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Brooks Orpik discusses wrist surgery, staying patient during recovery

(Nick Wass/AP)

It began with a dull ache that stretched along the outside of Brooks Orpik’s left hand, noticeable enough that the Washington Capitals defenseman began receiving treatment during the middle of last season. Even when the pain grew sharper last spring, Orpik received several cortisone shots and shrugged the issue aside. Just one more bump, although Orpik wasn’t sure when, where or how it happened. Eventually, he figured, rest, treatment and rehabilitation would fix the issue.

“As it went on,” he said, “[it] just progressively got worse.”

By the time Orpik began his usual summer training regimen, the wrist still felt fine, rested and relaxed after the Capitals exited the playoffs in the Eastern Conference semifinals. But soon even menial tasks – chores around the house, paddle boarding on the water – became difficult. An MRI soon revealed the issue: The extensor carpi unlaris (ECU) muscle had pulled off the bone and the sheath that usually held the tendon in place had torn. He needed surgery.

“Sometimes when you can’t do simple things like that, it’s getting to that point where if you need to address it you need to address it,” Orpik said.

Seven weeks to the day after Orpik had the operation outside Boston, performed by a doctor who worked with the Boston Bruins and hence understood Orpik’s timetable for recovery, a surgical scar and modestly sized bump were still visible below his pinky. He still wears a cast while skating, working out and sleeping, only started using a grip ball to strengthen the muscle last week, and hopes to start shooting and lifting heavier weights next week, after the Capitals open training camp.

Like center Nicklas Backstrom, whose late-May hip surgery put his status for the season opener in jeopardy, Orpik held little desire to rush back. Even when asked if he hoped to appear in one of Washington’s seven exhibitions, Orpik hedged. Pain ceased to be an issue, but range of motion and tightness are still problems.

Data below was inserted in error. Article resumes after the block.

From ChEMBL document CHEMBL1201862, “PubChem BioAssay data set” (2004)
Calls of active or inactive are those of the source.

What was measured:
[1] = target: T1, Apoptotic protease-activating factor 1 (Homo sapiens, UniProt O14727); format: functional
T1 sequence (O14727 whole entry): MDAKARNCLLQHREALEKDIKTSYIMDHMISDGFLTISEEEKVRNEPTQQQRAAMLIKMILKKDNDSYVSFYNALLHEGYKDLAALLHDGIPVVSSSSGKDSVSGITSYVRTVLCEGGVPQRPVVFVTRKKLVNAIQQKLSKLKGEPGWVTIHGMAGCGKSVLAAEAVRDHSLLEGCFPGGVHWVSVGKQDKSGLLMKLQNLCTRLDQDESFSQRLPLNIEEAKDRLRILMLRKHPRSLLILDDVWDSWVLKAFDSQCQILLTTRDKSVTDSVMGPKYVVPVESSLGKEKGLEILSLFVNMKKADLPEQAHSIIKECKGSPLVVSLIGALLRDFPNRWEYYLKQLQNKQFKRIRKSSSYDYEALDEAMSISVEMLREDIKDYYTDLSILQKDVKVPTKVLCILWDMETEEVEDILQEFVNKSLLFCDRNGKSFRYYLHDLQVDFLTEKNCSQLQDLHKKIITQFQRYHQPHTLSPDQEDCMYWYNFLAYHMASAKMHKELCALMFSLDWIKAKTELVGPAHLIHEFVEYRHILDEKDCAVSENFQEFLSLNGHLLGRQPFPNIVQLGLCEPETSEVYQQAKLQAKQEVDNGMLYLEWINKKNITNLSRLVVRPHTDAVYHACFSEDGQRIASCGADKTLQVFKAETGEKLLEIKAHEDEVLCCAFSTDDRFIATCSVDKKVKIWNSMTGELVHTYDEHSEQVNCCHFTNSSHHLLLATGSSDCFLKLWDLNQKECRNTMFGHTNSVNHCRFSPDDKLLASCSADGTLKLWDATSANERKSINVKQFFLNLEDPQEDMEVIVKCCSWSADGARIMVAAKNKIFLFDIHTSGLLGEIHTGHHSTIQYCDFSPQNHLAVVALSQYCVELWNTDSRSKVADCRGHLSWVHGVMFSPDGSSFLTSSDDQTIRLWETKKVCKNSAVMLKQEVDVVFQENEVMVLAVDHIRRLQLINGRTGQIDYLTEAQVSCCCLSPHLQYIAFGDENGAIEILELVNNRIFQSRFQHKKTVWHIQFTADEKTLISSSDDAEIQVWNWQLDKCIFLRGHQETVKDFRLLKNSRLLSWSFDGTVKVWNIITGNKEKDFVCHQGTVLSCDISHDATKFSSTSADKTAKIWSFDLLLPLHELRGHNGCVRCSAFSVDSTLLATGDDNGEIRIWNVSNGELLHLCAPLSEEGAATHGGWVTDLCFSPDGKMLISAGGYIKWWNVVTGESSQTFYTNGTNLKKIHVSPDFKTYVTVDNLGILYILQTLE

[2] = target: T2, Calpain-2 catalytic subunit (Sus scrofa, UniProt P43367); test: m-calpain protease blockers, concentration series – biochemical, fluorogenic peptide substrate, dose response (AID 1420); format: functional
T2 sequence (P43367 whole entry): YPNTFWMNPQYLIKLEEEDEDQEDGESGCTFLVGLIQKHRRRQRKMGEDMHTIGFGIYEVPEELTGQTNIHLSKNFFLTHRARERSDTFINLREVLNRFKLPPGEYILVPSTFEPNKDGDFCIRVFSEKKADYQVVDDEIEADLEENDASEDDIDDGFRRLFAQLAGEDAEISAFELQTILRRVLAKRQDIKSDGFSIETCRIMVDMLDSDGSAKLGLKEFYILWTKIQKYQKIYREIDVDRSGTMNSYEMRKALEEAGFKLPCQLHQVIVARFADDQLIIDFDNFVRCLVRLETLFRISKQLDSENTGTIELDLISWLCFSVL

“Yeah, I don’t know,” he said. “There’s a big gap, 8 to 12 weeks is a big gap. Obviously you hope as a player that you’re at the right side of that, not the wrong side.

“I think at the beginning of the season too, it’s smarter to be a little more patient. Not trying to get back as fast as possible for, like, the playoffs or something like that. I think sometimes if you try to push it a little bit more, any type of surgery you want to let it heal completely so you don’t set yourself back. It’s been a long seven weeks. Definitely wouldn’t want to re-injure it and go through that again.”

Entering his 12th NHL season and second with Washington after signing a five-year, $27.5 million deal last summer, Orpik is expected to resume his top-pair role beside John Carlson, while also remaining active on the penalty kill. He scrimmaged Tuesday afternoon, the last unofficial workout before camp formally begins, and stayed late for extra conditioning, capable of passing pucks without issue but still unable to unload slap shots. Since forward Tom Wilson and defenseman Erik Burgdoerfer also had similar operations in their careers, Orpik also sought their advice, even though his recovery was nearing its end.

“It’s good to get it taken care of,” Orpik said. “It’s never fun having surgery. People always ask you, oh why’d you wait so long? Well, I think people think we’re robots. Fix it, fix it. People don’t understand surgery’s always your last option, you always try to avoid it at all costs. But sometimes there’s no other way to fix it.”

NOTE: Responding to Coach Barry Trotz’s belief that he would not be ready for any exhibition games, Backstrom said, “We’ll see. I said before, we’ll take it day by day and week by week. It’s progressing. It’s slow, but at the same time feeling good. I’m not in a rush.” According to the center, weakness in his hip remains the biggest issue.